Prompt. A really great Prompt update is almost here, with a new tabs interface, split-screen support, iPad Pro layout, 3D touch, ECDSA host keys, and more. Hang tight, it shouldn’t be much longer!

Transmit. Later in the year should see a brand-new, major update to Transmit, that will increase speed, add Panic Sync, seriously expand protocol support, and more. A Transmit overhaul is long overdue and we are extremely excited to get this out to the world in 2016. (One open question: will we distribute it in the Mac App Store? Hmm…)

Coda Planning. We won’t ship a major new Coda in 2016. But that won’t stop us from having frequent meetings and discussions about the future of Coda. Coda needs to be torn down to the studs and radically re-thought and re-built for today’s web development landscape… while still retaining many of the core features that a large number of users love and rely on today to get their work done. While that’ll be difficult, we think we can crack it, and to be honest, it’s pretty fun and exciting to think about.

Experiments. Of course, we’ve still got some people working on crazy experiments and bold new ideas.

And who knows what else — there’s still tons of stuff we’d love to add to all of our apps!

Some of us goofs during our annual XOXO party.


As always, thank you for being a Panic customer, and a Panic fan. Thank you for allowing us to run this company making neat things that you hopefully like. And thanks for giving us the chance to do what we love every day. I hope that our journey can also kind-of feel like your journey, because you’ve been with us every step of the way.

And of course, I must give my deepest and most appreciative thanks to the hard-working men and women here at Panic who care about one thing: making great products. I am so fortunate to work with this group of people.

Now let’s get out there and make the best of 2016!

(PS. Another change: Patrick, one of our iOS/Mac engineers well versed in modern web development will be off on a year of globe-trotting travel. Jealous. If you know anyone who can fill those shoes, e-mail!)

Posted at 5:47 pm 63 Comments

Thibault Le Cornec

1/26/2016 8:42 PM

Thanks a lot for making so great apps ! I love you and I’m proud to be a Panic customer and a Panic fan ! ❤️

Please keep making good professional iOS apps and charge as much as needed for them. Those awesome big iPad Pros need serious apps for work. I’m getting mine this week and I can’t wait to install Coda, Transmit and Prompt on it!

Thibault Le Cornec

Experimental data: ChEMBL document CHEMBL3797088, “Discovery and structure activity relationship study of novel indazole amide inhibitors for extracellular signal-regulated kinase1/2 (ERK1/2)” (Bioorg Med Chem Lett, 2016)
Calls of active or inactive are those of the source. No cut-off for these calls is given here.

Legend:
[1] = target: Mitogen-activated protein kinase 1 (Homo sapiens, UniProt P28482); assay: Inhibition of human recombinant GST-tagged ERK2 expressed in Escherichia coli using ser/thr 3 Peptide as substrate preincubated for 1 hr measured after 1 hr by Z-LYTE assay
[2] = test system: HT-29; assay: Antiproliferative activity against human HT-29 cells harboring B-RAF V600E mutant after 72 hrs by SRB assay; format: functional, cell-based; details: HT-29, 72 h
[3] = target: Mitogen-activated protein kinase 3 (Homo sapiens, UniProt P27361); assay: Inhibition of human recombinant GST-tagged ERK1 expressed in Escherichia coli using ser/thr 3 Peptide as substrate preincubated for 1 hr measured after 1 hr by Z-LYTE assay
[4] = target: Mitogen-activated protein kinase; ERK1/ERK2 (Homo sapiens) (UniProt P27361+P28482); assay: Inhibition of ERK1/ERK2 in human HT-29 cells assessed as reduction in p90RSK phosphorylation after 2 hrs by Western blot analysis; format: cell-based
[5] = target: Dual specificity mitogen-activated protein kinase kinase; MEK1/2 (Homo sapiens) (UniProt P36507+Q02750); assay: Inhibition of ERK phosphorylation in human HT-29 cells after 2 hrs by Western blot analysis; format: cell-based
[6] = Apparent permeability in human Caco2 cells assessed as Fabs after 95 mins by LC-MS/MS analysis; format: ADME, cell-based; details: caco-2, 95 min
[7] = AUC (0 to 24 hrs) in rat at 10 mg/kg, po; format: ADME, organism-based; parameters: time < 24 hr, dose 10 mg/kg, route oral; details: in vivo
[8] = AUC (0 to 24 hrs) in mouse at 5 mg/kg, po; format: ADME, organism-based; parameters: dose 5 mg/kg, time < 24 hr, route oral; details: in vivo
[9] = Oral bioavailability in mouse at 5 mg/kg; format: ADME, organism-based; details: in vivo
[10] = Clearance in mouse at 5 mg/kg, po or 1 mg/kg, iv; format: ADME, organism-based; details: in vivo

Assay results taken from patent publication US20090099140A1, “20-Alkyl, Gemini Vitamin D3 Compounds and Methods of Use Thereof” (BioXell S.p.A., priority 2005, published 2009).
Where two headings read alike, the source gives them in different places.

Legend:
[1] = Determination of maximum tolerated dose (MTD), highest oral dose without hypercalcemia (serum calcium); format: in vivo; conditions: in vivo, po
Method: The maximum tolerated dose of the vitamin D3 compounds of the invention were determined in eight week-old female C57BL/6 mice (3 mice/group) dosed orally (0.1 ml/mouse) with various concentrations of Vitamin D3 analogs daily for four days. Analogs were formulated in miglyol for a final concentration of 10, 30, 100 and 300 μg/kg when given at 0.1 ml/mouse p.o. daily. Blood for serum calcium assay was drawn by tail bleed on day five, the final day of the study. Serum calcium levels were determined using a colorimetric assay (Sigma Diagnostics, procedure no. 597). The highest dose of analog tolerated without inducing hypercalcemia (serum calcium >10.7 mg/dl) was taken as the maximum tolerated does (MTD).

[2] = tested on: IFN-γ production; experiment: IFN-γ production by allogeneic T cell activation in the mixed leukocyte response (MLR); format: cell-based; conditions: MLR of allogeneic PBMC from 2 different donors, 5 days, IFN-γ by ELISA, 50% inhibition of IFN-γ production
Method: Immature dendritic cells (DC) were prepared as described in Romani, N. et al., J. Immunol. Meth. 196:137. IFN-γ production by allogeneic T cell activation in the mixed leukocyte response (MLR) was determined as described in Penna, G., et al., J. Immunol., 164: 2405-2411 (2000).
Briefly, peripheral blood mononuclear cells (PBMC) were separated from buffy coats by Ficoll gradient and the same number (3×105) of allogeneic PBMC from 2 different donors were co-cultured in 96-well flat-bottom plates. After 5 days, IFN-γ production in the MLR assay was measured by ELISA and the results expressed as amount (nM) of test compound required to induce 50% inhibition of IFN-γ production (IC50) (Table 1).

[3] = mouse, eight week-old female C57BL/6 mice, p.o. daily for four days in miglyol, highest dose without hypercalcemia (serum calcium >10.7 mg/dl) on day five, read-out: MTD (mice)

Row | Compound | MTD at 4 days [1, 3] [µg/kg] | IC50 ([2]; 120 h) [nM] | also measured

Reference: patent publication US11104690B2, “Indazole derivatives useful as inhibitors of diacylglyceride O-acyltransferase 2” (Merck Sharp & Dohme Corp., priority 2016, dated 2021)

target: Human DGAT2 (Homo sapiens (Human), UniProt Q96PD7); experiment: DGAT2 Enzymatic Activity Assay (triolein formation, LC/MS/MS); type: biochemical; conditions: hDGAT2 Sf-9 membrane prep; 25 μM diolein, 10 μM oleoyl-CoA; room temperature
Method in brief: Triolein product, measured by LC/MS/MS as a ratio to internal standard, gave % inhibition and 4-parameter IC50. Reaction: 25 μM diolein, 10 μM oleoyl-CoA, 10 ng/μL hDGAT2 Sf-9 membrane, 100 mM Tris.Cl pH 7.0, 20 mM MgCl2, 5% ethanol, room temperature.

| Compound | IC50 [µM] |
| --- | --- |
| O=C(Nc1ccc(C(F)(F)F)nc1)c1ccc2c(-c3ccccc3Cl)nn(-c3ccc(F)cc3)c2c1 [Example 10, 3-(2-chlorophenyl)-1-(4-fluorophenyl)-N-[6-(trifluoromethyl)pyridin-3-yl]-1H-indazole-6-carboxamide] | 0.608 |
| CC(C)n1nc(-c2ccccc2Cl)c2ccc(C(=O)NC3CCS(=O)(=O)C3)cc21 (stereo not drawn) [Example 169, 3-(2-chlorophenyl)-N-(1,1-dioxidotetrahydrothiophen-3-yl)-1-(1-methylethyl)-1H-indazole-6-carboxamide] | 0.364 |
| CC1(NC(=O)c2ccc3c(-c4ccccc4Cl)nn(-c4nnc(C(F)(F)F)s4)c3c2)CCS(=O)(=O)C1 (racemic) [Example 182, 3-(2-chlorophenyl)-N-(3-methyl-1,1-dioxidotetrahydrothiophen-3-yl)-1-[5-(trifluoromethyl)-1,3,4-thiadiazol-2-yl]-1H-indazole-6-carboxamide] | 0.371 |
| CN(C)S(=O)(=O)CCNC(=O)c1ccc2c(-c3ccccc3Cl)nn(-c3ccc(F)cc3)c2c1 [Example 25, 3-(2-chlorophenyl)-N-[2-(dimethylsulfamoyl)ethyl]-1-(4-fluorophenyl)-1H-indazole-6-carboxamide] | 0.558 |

1/27/2016 2:42 AM

Yes don’t hesitate to charge iOS apps as much as needed. It’s a great platform for your apps ?

Really, thanks so much for all of the great work. I own every single one of your apps and use almost all of them on a daily basis for work (professional and graduate school stuff). I just can’t recommend them enough. I’m looking forward to Firewatch and seriously have to keep myself from buying an iPad Pro to take advantage of these apps!

Wow, congratulations to a great year. Optimizing your pro apps for the iPad Pro should be a good idea.

And please, please: release the new Transmit on the Mac App Store! It’s a great way for customers to keep their licenses (and sync over iCloud). But you can also distribute yourself over your site at the same time in parallel.

PS. I changed the Panic logo colors! Did you see it?

Looking forward to Panic Sync for OSX Transmit… and yes another vote to have it via the Mac App Store, please!

Cifs support on Transmit for iOS this year?

James Finley

1/27/2016 8:33 AM

Keep up the pro software for iPad! We need leaders in this space. Set the prices at a point that will sustain the product and people will come.

Sheree Pennah

1/27/2016 10:43 AM

That’s a lot of updates! Thank you for talking about QA/Test/Release stuff, it matters and is appreciated. Go Ashur!

I would like to agree with Daniel, in part, regarding distribution of Transmit. If Panic decides to distribute it via the Mac AppStore, please also provide a stand-alone distribution for those of us who have difficulties with the Mac AppStore.

Please keep making the pro iOS apps! I’m finding more like-minded souls that are finding iPad is enough, more so since the iPad Pro, especially when running pro apps. In fact, I’m sure I’ve got an image of a Terminal burned into my iPad Air….

For those pesky OSX apps, please don’t go MAS-only, the last cert farce proved the MAS isn’t up to it ( it really doesn’t add to the experience when launching an app and finding it doesn’t run because of something outside of your control…. ).